6 Silversmith, always looking for new designs, inspirations and muses. Very competitiveTrudge up scree slope. Canyon walls amplify and distort all sound - speech makes the rocks quiver, shouting would bring down the whole slopeSharp tip of mountain carved into a gargantuan ziggurat, stepped farms on the slopes belowRescue noble's eldest from an ill-advised hunting trip, long since overdue to returnQuetzalcoatlus. It is thought to be the god of this cycle. Its death is considered the apocalypse, ushering in a new world

Thursday, 8 March 2018

Outlaw Generator

Generates Wild West outlaws. I will probably use this in the SUBLIGHT hexcrawl I'm now running. Pairs well with this or this or maybe even this. The gang member list also has a lot of possible uses.


Monday, 5 March 2018

dinosaur thoughts

We rewatched all the Jurassic Park movies in the last couple of days and I have a lot of half-formed thoughts about dinosaurs and monster design that need to go somewhere.

The basic unit of Jurassic Park is the theropod. From smallest to largest we have:

Compsognathus. Cute little piranha boys. You only see one at first - it looks innocent until you spot the next one, and the next one. Once there's a critical mass they jump all over you biting, then back away and wait for you to tire out from loss of blood. They stay just out of your reach like a hungry seagull will. Any "swarm" monster lets you escalate tension by slowly increasing the number of component bodies - compies are good because they combine that with the intelligent birdlike playfulness of theropods. Only in the second movie.

Dilophosaurus. Kills the fat guy in the first one. Again we see the movement from "this thing seems cute and harmless" to "wait, could it actually hurt me?" to "oh shit, I didn't know it could do that" to "I am dead". Has the frill and the poison to distinguish it from raptors - a little overdesigned, and therefore less versatile, which is probably why they never brought it back. Only so many scenes you can do with this guy.

Velociraptor. Actually a utahraptor, as we know. Smart, playful, always faintly smiling - basically a dolphin that can kill you. These films deserve immense credit for inventing a genuinely new horror monster - that's hard as hell to do. The core dynamic is "clever girl" - they can actually out-think you, which is always surprising in an animal. Immensely versatile but the writer has to work a bit harder - they should be more than wolves but it's easy to make them too human.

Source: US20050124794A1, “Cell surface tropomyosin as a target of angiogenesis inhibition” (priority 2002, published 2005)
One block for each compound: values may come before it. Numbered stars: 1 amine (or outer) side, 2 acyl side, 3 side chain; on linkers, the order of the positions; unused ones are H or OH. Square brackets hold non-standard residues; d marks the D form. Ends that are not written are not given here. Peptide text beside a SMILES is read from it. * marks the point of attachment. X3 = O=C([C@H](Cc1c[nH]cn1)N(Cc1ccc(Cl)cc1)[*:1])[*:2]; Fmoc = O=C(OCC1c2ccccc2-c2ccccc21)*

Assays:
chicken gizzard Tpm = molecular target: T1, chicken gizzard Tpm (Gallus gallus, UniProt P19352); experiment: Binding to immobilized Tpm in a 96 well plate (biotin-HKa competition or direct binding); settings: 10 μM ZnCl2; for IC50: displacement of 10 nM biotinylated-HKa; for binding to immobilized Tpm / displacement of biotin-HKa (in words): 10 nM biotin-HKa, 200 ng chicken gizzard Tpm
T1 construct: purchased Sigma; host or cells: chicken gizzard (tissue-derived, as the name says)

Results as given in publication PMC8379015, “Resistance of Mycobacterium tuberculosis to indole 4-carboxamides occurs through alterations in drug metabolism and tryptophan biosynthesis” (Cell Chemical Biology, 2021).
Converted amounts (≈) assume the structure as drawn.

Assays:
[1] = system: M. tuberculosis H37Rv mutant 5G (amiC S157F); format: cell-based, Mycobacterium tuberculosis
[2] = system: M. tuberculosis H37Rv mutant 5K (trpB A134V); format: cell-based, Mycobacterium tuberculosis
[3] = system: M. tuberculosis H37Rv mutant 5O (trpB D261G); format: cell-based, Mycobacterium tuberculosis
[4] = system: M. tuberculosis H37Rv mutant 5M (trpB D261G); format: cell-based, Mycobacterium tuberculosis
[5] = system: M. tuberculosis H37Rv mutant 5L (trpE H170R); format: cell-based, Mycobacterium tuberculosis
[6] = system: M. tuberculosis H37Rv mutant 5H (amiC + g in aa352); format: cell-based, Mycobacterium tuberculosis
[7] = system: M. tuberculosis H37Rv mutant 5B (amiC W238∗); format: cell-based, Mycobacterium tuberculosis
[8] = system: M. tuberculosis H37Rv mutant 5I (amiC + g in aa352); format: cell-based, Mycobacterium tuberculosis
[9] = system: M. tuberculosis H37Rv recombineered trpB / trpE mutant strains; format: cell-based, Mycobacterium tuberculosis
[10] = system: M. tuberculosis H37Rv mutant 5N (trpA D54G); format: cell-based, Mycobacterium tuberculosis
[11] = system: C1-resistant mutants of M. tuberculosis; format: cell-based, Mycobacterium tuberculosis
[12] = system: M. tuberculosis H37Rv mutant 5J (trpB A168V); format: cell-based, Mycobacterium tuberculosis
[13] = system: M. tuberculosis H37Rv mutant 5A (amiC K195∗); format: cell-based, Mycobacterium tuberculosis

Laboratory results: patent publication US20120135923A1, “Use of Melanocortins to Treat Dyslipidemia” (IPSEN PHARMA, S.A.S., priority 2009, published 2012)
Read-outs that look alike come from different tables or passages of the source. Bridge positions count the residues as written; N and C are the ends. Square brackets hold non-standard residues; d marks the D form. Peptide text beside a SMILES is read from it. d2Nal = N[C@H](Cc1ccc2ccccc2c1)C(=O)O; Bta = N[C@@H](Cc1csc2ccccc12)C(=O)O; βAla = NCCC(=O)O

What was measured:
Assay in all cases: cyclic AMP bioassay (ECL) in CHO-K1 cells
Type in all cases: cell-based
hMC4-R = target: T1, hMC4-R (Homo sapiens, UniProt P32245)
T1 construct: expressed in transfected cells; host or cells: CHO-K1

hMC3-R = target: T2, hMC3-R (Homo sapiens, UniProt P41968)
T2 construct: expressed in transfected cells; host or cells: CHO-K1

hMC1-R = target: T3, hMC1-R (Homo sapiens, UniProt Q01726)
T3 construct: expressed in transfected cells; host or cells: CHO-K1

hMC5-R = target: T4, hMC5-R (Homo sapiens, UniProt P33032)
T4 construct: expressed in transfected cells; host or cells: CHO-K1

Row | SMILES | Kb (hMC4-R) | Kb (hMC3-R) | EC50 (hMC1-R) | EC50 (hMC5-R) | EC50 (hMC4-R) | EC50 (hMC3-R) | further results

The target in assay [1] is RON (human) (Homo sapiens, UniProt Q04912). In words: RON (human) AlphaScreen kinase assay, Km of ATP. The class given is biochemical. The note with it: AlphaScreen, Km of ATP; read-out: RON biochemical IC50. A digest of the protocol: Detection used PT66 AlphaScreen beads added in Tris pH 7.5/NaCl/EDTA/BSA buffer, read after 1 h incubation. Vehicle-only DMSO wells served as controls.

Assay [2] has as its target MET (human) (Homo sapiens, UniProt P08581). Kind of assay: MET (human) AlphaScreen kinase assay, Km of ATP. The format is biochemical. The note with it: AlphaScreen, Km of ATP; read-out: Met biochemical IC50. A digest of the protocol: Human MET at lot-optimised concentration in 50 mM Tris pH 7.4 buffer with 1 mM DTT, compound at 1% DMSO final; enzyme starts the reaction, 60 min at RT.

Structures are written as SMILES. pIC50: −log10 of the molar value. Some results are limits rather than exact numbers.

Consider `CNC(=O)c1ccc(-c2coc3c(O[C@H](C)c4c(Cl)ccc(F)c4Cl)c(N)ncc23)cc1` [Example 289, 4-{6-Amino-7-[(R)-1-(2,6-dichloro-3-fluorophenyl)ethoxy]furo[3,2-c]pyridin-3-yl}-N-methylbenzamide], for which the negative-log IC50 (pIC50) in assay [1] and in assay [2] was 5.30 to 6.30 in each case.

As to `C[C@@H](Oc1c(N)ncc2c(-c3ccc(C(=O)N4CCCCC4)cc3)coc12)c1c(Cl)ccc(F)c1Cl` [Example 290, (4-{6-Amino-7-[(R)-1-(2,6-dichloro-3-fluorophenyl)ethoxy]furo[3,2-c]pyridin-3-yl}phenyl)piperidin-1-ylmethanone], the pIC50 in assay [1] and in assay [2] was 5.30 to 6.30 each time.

Tyrannosaurus rex. So big you can escape its notice - you're too small to be its natural prey. Scenes with this guy don't have as much moving around as raptor scenes. Either you're lying still and hoping it doesn't notice you or you're running away from it in a straight line. Can only see quick things - forces you to move slowly, which builds tension. The puppet they use for its head is great. The distant stomping that makes water ripple doesn't make sense - is it only taking one step every five seconds? - but still works wonders, obviously. An omen of the monster's approach, like seeing only one compsognathus. Not as sadistic as the other theropods - doesn't play with its food like the rest do. Would rather be eating a stegosaur really. A doting parent, feeds people to its babies but can you really begrudge it? The friendliest of the theropods.

Spinosaurus. The T-rex replacement in the third one. Long crocodile snout that it uses to probe into narrow spaces where people are hiding - seems designed to eat smaller prey than the T-rex mouth. Gives the sense that it actively hates you. You could make these amphibious - it could lurk like a crocodile with its sail jutting from the water like a shark fin.

Indominus rex. The genetically-engineered dinosaur from the fourth movie. This thing sucks and I hate it. It's supposed to be like a smarter crueller T-rex and also a metaphor for consumerism, but the design sucks and allegory by itself is always boring. They just glued a bunch of spikes onto a T-rex and gave it a random assortment of superpowers. It's lazy and you can't give dinosaurs superpowers, the basic idea is already complex enough that you can't overload it like that. Fuck this whole movie honestly. The name is okay though.


The movies only use a couple of other carnivores:

Pteranodon. Pointy-headed beaky boy. Clumsy and ungainly. Always on the verge of falling out of the sky. Picks people up and carries them off. When it’s on the ground it kind of hops toward you in this awkward way, stabbing at you with its beak. Interesting combination of heavy and fragile - you could break its wings with something heavy if you were lucky. Can probe into small spaces with its beak the way the spinosaur can. Wants to be fought in a three-dimensional space - there’s a good scene in the third one in a ruined aviary with ravines and catwalks and the great dome overheard. Doesn’t have the faint theropod smile and therefore does not code as playful or intelligent - it’s a mindless shrieking death monster that kills automatically. In the fourth one they dive like cormorants, which is good.

Dimorphodon. Smaller pterosaur with T-rex-esque head. Pins people down and snaps at them. A pteranodon couldn’t do this - its beak is designed for eating things smaller than itself, so they have to be bigger to be scary. Only in the fourth one, which is allergic to doing anything clever with its monsters. Have potential though. Basically another swarm monster like the compies. Could accompany a larger monster as groomers, picking parasites off its scales.